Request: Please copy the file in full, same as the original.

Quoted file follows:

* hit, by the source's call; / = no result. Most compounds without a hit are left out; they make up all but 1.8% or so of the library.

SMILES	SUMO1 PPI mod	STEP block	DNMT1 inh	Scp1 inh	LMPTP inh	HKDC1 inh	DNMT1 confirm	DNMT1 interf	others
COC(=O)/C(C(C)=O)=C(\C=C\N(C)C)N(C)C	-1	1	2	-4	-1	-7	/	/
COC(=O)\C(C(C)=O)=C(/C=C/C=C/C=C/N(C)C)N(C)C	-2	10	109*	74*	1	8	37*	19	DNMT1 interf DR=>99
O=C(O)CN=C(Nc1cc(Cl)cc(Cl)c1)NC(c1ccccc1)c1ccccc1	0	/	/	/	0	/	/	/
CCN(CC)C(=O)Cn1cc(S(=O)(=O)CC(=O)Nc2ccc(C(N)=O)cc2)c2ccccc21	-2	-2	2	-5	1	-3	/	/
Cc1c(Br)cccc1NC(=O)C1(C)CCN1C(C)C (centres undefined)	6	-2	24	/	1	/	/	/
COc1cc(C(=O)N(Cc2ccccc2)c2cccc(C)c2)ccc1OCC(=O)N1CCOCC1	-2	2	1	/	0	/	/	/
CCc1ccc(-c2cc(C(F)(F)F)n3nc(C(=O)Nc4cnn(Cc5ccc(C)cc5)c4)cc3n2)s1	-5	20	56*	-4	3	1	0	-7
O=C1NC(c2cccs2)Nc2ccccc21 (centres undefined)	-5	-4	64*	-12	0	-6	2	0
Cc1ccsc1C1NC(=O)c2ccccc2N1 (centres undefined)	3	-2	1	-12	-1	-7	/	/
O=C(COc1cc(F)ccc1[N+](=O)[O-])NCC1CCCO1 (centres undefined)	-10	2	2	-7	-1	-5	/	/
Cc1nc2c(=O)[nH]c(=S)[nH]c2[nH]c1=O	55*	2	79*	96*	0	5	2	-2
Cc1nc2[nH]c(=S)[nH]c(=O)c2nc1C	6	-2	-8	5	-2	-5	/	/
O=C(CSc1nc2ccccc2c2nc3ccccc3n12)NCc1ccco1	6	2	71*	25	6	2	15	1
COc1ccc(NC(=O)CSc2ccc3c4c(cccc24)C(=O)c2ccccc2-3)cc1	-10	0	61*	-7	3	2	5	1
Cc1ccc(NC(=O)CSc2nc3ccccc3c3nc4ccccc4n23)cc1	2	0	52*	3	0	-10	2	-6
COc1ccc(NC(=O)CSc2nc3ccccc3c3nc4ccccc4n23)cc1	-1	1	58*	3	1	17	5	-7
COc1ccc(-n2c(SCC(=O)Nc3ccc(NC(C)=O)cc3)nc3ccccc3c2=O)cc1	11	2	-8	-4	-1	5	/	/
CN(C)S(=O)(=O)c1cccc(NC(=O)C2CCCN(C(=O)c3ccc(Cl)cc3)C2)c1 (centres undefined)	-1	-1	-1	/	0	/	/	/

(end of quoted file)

* hit, by the source's call; / = no result. Most compounds without a hit are left out; they make up all but 1.8% or so of the library.

SMILES	SUMO1 PPI mod	STEP block	DNMT1 inh	Scp1 inh	LMPTP inh	HKDC1 inh	DNMT1 confirm	DNMT1 interf	others
COC(=O)/C(C(C)=O)=C(\C=C\N(C)C)N(C)C	-1	1	2	-4	-1	-7	/	/
COC(=O)\C(C(C)=O)=C(/C=C/C=C/C=C/N(C)C)N(C)C	-2	10	109*	74*	1	8	37*	19	DNMT1 interf DR=>99
O=C(O)CN=C(Nc1cc(Cl)cc(Cl)c1)NC(c1ccccc1)c1ccccc1	0	/	/	/	0	/	/	/
CCN(CC)C(=O)Cn1cc(S(=O)(=O)CC(=O)Nc2ccc(C(N)=O)cc2)c2ccccc21	-2	-2	2	-5	1	-3	/	/
Cc1c(Br)cccc1NC(=O)C1(C)CCN1C(C)C (centres undefined)	6	-2	24	/	1	/	/	/
COc1cc(C(=O)N(Cc2ccccc2)c2cccc(C)c2)ccc1OCC(=O)N1CCOCC1	-2	2	1	/	0	/	/	/
CCc1ccc(-c2cc(C(F)(F)F)n3nc(C(=O)Nc4cnn(Cc5ccc(C)cc5)c4)cc3n2)s1	-5	20	56*	-4	3	1	0	-7
O=C1NC(c2cccs2)Nc2ccccc21 (centres undefined)	-5	-4	64*	-12	0	-6	2	0
Cc1ccsc1C1NC(=O)c2ccccc2N1 (centres undefined)	3	-2	1	-12	-1	-7	/	/
O=C(COc1cc(F)ccc1[N+](=O)[O-])NCC1CCCO1 (centres undefined)	-10	2	2	-7	-1	-5	/	/
Cc1nc2c(=O)[nH]c(=S)[nH]c2[nH]c1=O	55*	2	79*	96*	0	5	2	-2
Cc1nc2[nH]c(=S)[nH]c(=O)c2nc1C	6	-2	-8	5	-2	-5	/	/
O=C(CSc1nc2ccccc2c2nc3ccccc3n12)NCc1ccco1	6	2	71*	25	6	2	15	1
COc1ccc(NC(=O)CSc2ccc3c4c(cccc24)C(=O)c2ccccc2-3)cc1	-10	0	61*	-7	3	2	5	1
Cc1ccc(NC(=O)CSc2nc3ccccc3c3nc4ccccc4n23)cc1	2	0	52*	3	0	-10	2	-6
COc1ccc(NC(=O)CSc2nc3ccccc3c3nc4ccccc4n23)cc1	-1	1	58*	3	1	17	5	-7
COc1ccc(-n2c(SCC(=O)Nc3ccc(NC(C)=O)cc3)nc3ccccc3c2=O)cc1	11	2	-8	-4	-1	5	/	/
CN(C)S(=O)(=O)c1cccc(NC(=O)C2CCCN(C(=O)c3ccc(Cl)cc3)C2)c1 (centres undefined)	-1	-1	-1	/	0	/	/	/